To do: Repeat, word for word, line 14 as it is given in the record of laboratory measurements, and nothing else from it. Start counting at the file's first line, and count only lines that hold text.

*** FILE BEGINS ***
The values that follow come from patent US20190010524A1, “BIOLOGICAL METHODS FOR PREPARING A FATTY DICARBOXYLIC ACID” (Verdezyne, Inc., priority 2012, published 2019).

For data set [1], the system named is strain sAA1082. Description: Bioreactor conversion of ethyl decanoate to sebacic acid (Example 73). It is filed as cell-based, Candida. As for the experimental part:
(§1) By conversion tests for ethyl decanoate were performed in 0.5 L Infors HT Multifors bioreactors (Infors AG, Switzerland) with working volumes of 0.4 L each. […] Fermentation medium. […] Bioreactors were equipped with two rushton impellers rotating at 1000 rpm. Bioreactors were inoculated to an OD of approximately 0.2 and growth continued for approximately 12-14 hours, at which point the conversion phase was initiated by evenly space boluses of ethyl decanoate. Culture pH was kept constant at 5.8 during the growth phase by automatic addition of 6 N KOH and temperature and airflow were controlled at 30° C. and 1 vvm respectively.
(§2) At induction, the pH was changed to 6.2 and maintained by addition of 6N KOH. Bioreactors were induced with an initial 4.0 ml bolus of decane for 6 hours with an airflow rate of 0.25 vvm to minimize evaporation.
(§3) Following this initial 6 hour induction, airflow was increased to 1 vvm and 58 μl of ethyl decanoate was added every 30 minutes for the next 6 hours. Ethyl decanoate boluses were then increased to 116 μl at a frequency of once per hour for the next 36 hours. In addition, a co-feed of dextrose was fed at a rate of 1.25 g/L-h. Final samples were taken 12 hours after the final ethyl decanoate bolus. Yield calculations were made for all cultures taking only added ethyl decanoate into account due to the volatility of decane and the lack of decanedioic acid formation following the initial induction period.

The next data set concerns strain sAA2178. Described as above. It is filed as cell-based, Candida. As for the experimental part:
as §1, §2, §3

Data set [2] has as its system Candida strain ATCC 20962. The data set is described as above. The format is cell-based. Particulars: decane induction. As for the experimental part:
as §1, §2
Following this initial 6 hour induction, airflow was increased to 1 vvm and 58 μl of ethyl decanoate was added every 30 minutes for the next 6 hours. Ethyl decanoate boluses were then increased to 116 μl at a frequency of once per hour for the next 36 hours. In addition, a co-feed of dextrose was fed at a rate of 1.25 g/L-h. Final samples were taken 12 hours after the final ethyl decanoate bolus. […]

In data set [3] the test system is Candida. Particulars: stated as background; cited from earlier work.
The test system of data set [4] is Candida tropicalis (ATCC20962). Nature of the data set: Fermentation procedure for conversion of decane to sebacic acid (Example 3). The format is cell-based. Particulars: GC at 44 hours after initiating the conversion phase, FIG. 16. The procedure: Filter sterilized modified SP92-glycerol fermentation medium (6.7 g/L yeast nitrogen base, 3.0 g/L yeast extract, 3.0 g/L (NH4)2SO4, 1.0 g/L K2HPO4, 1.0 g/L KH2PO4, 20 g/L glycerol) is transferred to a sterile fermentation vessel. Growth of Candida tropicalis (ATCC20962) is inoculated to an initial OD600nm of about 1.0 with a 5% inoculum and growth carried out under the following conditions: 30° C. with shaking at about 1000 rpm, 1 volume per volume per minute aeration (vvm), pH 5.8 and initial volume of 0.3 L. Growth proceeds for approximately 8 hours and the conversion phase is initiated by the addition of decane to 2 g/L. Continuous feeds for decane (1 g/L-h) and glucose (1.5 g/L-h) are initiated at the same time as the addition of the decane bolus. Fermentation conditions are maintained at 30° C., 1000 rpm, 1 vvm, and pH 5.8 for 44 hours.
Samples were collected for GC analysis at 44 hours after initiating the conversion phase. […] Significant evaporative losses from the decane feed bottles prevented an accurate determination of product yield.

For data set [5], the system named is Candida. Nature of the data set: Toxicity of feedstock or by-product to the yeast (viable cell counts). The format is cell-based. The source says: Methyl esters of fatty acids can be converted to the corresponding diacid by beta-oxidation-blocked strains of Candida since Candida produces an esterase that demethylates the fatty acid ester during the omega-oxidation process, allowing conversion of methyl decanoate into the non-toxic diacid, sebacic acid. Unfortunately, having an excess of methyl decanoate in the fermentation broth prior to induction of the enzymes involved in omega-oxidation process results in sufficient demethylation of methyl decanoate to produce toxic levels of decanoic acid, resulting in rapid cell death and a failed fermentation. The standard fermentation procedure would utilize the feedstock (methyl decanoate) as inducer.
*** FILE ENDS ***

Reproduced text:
For data set [5], the system named is Candida. Nature of the data set: Toxicity of feedstock or by-product to the yeast (viable cell counts). The format is cell-based. The source says: Methyl esters of fatty acids can be converted to the corresponding diacid by beta-oxidation-blocked strains of Candida since Candida produces an esterase that demethylates the fatty acid ester during the omega-oxidation process, allowing conversion of methyl decanoate into the non-toxic diacid, sebacic acid. Unfortunately, having an excess of methyl decanoate in the fermentation broth prior to induction of the enzymes involved in omega-oxidation process results in sufficient demethylation of methyl decanoate to produce toxic levels of decanoic acid, resulting in rapid cell death and a failed fermentation. The standard fermentation procedure would utilize the feedstock (methyl decanoate) as inducer.